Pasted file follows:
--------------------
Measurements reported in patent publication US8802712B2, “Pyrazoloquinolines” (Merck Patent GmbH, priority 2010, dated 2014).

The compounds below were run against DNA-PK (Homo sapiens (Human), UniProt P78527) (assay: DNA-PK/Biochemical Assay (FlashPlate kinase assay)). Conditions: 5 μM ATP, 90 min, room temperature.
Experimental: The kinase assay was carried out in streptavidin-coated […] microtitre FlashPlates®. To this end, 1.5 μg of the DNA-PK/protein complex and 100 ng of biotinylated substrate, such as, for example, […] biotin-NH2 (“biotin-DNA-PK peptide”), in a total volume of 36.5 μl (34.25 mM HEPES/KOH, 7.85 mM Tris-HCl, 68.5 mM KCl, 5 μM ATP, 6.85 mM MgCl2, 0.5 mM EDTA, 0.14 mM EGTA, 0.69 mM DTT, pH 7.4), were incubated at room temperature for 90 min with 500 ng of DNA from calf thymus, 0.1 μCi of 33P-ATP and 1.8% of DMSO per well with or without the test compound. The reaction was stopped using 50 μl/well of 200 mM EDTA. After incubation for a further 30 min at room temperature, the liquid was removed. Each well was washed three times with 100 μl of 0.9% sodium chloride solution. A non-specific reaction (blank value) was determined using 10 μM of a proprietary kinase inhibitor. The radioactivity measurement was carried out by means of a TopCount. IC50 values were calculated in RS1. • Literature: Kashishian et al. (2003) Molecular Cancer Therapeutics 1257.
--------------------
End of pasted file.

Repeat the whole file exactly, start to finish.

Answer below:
Measurements reported in patent publication US8802712B2, “Pyrazoloquinolines” (Merck Patent GmbH, priority 2010, dated 2014).

The compounds below were run against DNA-PK (Homo sapiens (Human), UniProt P78527) (assay: DNA-PK/Biochemical Assay (FlashPlate kinase assay)). Conditions: 5 μM ATP, 90 min, room temperature.
Experimental: The kinase assay was carried out in streptavidin-coated […] microtitre FlashPlates®. To this end, 1.5 μg of the DNA-PK/protein complex and 100 ng of biotinylated substrate, such as, for example, […] biotin-NH2 (“biotin-DNA-PK peptide”), in a total volume of 36.5 μl (34.25 mM HEPES/KOH, 7.85 mM Tris-HCl, 68.5 mM KCl, 5 μM ATP, 6.85 mM MgCl2, 0.5 mM EDTA, 0.14 mM EGTA, 0.69 mM DTT, pH 7.4), were incubated at room temperature for 90 min with 500 ng of DNA from calf thymus, 0.1 μCi of 33P-ATP and 1.8% of DMSO per well with or without the test compound. The reaction was stopped using 50 μl/well of 200 mM EDTA. After incubation for a further 30 min at room temperature, the liquid was removed. Each well was washed three times with 100 μl of 0.9% sodium chloride solution. A non-specific reaction (blank value) was determined using 10 μM of a proprietary kinase inhibitor. The radioactivity measurement was carried out by means of a TopCount. IC50 values were calculated in RS1. • Literature: Kashishian et al. (2003) Molecular Cancer Therapeutics 1257.